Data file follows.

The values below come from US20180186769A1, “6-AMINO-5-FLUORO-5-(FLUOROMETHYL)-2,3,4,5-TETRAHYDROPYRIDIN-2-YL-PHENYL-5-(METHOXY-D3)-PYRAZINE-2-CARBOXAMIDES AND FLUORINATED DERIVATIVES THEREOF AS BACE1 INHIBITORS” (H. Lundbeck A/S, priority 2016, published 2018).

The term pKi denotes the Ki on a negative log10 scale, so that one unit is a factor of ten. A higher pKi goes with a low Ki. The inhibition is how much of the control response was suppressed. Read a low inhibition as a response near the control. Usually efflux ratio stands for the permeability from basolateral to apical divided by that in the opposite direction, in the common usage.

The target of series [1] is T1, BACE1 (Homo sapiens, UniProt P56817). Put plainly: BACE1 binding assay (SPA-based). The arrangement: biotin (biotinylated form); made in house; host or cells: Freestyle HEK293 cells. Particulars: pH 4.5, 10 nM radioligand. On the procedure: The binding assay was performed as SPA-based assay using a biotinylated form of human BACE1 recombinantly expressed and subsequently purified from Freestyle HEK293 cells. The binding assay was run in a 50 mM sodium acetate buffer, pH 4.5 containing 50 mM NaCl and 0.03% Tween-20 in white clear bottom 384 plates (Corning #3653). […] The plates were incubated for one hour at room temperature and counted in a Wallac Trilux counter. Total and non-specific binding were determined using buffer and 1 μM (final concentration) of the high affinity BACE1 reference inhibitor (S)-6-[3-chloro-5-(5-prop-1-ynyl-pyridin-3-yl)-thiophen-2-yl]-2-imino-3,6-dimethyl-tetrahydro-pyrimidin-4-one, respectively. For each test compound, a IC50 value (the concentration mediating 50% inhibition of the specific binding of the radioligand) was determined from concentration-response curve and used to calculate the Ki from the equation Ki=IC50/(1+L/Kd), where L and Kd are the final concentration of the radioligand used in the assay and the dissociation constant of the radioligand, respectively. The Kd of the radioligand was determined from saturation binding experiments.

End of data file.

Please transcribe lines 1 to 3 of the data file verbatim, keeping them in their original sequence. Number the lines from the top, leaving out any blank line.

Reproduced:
The values below come from US20180186769A1, “6-AMINO-5-FLUORO-5-(FLUOROMETHYL)-2,3,4,5-TETRAHYDROPYRIDIN-2-YL-PHENYL-5-(METHOXY-D3)-PYRAZINE-2-CARBOXAMIDES AND FLUORINATED DERIVATIVES THEREOF AS BACE1 INHIBITORS” (H. Lundbeck A/S, priority 2016, published 2018).

The term pKi denotes the Ki on a negative log10 scale, so that one unit is a factor of ten. A higher pKi goes with a low Ki. The inhibition is how much of the control response was suppressed. Read a low inhibition as a response near the control. Usually efflux ratio stands for the permeability from basolateral to apical divided by that in the opposite direction, in the common usage.

The target of series [1] is T1, BACE1 (Homo sapiens, UniProt P56817). Put plainly: BACE1 binding assay (SPA-based). The arrangement: biotin (biotinylated form); made in house; host or cells: Freestyle HEK293 cells. Particulars: pH 4.5, 10 nM radioligand. On the procedure: The binding assay was performed as SPA-based assay using a biotinylated form of human BACE1 recombinantly expressed and subsequently purified from Freestyle HEK293 cells. The binding assay was run in a 50 mM sodium acetate buffer, pH 4.5 containing 50 mM NaCl and 0.03% Tween-20 in white clear bottom 384 plates (Corning #3653). […] The plates were incubated for one hour at room temperature and counted in a Wallac Trilux counter. Total and non-specific binding were determined using buffer and 1 μM (final concentration) of the high affinity BACE1 reference inhibitor (S)-6-[3-chloro-5-(5-prop-1-ynyl-pyridin-3-yl)-thiophen-2-yl]-2-imino-3,6-dimethyl-tetrahydro-pyrimidin-4-one, respectively. For each test compound, a IC50 value (the concentration mediating 50% inhibition of the specific binding of the radioligand) was determined from concentration-response curve and used to calculate the Ki from the equation Ki=IC50/(1+L/Kd), where L and Kd are the final concentration of the radioligand used in the assay and the dissociation constant of the radioligand, respectively. The Kd of the radioligand was determined from saturation binding experiments.